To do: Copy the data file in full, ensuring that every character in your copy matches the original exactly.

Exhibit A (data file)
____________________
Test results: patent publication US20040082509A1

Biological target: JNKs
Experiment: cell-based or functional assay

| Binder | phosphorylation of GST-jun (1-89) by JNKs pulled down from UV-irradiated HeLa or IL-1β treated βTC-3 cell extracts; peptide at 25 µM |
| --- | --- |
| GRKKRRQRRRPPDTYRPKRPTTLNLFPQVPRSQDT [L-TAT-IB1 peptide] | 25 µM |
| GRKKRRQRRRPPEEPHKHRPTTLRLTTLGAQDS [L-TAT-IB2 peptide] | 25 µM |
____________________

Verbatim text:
Test results: patent publication US20040082509A1

Biological target: JNKs
Experiment: cell-based or functional assay

| Binder | phosphorylation of GST-jun (1-89) by JNKs pulled down from UV-irradiated HeLa or IL-1β treated βTC-3 cell extracts; peptide at 25 µM |
| --- | --- |
| GRKKRRQRRRPPDTYRPKRPTTLNLFPQVPRSQDT [L-TAT-IB1 peptide] | 25 µM |
| GRKKRRQRRRPPEEPHKHRPTTLRLTTLGAQDS [L-TAT-IB2 peptide] | 25 µM |